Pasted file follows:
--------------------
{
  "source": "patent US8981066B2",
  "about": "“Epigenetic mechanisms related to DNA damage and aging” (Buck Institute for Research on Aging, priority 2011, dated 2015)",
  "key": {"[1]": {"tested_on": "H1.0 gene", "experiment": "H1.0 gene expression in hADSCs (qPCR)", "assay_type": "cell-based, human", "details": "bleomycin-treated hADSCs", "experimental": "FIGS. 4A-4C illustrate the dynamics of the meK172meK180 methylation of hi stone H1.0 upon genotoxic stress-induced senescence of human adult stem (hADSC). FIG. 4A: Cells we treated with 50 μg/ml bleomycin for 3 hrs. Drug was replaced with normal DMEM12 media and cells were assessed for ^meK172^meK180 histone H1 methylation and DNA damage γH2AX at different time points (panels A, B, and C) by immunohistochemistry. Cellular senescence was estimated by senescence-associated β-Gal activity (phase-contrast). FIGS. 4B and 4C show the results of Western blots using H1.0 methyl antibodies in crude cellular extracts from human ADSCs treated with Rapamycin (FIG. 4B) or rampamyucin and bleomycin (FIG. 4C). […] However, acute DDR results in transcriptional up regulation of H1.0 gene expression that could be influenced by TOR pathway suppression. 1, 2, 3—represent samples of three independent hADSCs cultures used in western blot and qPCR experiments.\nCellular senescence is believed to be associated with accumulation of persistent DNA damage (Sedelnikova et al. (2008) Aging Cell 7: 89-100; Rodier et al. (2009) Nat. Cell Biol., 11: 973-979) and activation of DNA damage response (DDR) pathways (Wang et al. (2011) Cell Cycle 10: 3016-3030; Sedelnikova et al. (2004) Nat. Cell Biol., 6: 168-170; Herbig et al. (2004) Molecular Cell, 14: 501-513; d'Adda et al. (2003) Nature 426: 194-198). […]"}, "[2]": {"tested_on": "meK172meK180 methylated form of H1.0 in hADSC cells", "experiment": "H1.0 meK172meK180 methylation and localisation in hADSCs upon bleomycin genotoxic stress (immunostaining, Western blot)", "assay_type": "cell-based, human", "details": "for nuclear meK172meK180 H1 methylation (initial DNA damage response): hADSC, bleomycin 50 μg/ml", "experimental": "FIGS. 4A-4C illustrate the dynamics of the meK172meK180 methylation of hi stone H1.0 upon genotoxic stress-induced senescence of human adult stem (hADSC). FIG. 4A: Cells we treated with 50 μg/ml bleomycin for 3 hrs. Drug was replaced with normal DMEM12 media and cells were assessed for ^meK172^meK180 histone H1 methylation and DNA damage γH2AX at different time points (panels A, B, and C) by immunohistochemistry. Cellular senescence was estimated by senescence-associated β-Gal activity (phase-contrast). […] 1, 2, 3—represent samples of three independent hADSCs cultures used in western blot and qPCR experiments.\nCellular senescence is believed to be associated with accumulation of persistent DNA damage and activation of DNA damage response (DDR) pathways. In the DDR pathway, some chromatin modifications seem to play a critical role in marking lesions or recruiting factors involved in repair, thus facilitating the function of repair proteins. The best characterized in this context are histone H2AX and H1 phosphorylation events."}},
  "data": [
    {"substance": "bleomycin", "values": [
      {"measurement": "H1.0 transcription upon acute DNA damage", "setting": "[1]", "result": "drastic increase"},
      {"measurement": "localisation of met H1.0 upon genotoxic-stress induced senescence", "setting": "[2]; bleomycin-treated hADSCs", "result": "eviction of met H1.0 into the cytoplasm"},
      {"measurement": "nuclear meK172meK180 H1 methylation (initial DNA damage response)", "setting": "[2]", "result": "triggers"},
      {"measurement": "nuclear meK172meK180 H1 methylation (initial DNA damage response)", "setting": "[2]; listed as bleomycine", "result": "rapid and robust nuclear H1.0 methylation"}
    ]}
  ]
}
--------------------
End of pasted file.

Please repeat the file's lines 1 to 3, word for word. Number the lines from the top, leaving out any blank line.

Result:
{
  "source": "patent US8981066B2",
  "about": "“Epigenetic mechanisms related to DNA damage and aging” (Buck Institute for Research on Aging, priority 2011, dated 2015)",